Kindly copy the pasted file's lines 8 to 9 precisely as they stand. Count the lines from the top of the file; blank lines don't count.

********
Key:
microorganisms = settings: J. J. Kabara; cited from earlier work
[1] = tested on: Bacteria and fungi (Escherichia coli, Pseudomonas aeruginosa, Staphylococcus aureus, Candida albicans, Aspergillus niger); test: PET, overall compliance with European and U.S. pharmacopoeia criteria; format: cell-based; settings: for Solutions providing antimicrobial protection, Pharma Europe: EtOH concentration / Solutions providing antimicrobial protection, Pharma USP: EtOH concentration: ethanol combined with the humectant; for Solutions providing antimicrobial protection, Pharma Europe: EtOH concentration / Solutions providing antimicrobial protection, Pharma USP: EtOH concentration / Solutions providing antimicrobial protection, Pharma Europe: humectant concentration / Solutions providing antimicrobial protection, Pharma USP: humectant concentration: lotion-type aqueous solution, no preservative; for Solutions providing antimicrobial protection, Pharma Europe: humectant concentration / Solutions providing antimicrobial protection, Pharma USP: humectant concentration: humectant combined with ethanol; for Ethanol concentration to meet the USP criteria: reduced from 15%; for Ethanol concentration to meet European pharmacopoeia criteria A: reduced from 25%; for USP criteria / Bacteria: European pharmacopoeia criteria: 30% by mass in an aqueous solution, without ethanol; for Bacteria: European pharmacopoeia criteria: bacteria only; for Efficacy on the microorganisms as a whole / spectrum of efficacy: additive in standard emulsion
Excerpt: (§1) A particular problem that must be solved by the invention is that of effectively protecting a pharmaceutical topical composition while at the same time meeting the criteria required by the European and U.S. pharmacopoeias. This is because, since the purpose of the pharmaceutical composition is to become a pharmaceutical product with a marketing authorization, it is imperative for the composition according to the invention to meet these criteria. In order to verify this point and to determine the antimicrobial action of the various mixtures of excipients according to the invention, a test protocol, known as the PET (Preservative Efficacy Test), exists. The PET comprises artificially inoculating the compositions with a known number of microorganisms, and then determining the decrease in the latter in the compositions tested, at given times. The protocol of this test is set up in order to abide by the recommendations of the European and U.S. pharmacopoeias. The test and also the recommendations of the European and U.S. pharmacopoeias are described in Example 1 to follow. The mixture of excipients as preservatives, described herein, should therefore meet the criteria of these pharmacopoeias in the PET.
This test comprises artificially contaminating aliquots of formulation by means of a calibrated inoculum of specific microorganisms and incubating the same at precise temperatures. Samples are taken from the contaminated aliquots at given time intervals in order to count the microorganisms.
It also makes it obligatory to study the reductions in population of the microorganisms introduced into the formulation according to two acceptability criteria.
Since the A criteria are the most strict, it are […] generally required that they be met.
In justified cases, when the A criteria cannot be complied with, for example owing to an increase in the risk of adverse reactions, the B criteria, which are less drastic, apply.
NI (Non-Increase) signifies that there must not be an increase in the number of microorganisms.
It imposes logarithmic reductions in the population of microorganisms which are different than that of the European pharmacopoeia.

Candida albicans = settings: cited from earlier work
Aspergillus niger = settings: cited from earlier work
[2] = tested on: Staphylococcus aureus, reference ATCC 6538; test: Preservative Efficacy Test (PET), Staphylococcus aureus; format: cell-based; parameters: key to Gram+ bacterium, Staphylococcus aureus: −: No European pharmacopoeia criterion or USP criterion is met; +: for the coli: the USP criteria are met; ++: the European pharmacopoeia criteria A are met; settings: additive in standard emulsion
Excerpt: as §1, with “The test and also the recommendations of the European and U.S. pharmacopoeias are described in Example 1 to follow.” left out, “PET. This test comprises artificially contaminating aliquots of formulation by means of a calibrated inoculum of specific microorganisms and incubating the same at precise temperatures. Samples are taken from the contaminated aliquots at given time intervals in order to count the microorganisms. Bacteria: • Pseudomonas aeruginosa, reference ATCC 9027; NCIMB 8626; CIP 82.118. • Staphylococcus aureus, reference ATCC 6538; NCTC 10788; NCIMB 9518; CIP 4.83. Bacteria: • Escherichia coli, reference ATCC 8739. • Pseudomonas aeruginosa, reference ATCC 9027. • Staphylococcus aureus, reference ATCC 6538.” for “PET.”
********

In justified cases, when the A criteria cannot be complied with, for example owing to an increase in the risk of adverse reactions, the B criteria, which are less drastic, apply.
NI (Non-Increase) signifies that there must not be an increase in the number of microorganisms.